• We are better at learning, because more of us are teachers. Centralised projects maintain coherence via concentration of power and hierarchy. But decentralised ones cannot do that, and they have to rely on knowledge sharing and documentation. With many units collaborating on sharing knowledge and competing (with the world outside, and sometimes with each other) on implementation of care services, you get a highly interconnected network of practitioners. And these networks learn fast: we now have evidence that sociality in access to knowledge and teaching produces better technology than individual smarts. In Edgeryders alone, we have 5,300 documented sharing knowledge relationships.
  • We are more diverse – and diversity trumps ability. Large, entangled problems tend to be badly defined, so that we are not even sure what kind of expertise will help solving them – it’s a bit like having a car that won’t start, and you don’t know whether the problem is mechanical, electric, electronic or the car is simply out of fuel. In this case, assembling a team of the best mechanics you can find is a risky strategy, because the problem might turn out to be electric after all, and no mechanic, no matter how good, has the right skills and tools to solve it. A large swarm of initiatives large and small will be vastly more diverse than any organisation (the Edgeryders community alone is present in over 30 countries).

Join us. You should be involved in applying for the 100 million dollars grant as part of #OPENandChange if you are involved in a grassroots initiative that is contributing towards improved health and well-being of people using/ interacting with it. You could be an activist or social entrepreneur who got the initiative started in the first place. You could also be a researcher, but you need to have full access to the people behind the initiative.You could also be someone who appreciates the initiative and wants to support it.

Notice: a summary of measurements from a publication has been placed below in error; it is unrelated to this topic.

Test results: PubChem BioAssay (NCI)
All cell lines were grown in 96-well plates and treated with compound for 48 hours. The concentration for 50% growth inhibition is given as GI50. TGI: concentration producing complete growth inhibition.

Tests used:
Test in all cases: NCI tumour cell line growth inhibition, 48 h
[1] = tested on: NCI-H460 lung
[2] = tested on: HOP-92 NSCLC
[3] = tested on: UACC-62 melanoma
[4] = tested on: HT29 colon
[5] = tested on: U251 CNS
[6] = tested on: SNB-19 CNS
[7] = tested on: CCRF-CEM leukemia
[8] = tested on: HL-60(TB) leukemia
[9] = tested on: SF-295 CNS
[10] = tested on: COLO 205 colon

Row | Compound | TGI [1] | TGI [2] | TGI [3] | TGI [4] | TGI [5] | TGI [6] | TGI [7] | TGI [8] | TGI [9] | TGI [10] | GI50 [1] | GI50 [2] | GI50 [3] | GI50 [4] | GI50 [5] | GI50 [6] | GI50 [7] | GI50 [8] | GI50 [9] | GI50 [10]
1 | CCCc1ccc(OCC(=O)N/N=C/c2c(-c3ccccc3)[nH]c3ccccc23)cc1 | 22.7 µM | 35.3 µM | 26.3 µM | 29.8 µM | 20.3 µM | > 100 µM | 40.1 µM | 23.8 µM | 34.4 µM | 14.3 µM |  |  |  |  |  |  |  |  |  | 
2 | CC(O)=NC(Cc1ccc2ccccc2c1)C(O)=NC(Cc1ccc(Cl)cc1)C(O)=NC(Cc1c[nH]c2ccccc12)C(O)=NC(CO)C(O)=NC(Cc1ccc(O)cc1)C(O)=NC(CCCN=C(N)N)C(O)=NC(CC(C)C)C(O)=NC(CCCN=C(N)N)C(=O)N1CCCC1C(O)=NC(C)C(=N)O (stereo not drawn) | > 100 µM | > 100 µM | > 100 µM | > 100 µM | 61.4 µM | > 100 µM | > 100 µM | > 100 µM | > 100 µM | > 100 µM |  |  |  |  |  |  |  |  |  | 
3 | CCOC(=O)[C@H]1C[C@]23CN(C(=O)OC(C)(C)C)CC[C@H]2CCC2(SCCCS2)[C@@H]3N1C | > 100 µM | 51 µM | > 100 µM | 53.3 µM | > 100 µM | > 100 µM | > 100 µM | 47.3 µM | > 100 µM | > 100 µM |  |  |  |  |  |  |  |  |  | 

Our Commitment 

Edgeryders reviews reviewed all the material submitted by you and uses used it to produce a shared application. Getting it done at such a large scale, in such a short period of time, is was a significant challenge. It would not be possible without appropriate tools and dedicated manpower. Edgeryders can could do this because:

  1. We have built custom made software, OpenEthnographer, into the edgeryders.eu platform hosting OPENandChange.care conversation
  2. We have hired staff with the right skillset for this kind of work. This work is partly financed through OpenCare, an European Commission funded research project in which Edgeryders is participating. We can allocate these resources to support the OPENandChange.care conversation because it is contributing data to the OpenCare research project .

Edgeryders takes responsibility for finalising the application and submitting it on behalf of the participants. But our work does not stop there: we will continue to pursue and generate opportunities for participants personal and professional growth e.g. through our OP3N fellowship program and LOTE6, our big community event taking place in September 2017.

If at any point you have questions/ or need help write to community@edgeryders.eu or tweet us @edgeryders.  Our community managers Noemi and Natalia are on call to help!

Your story could be the first for this challenge!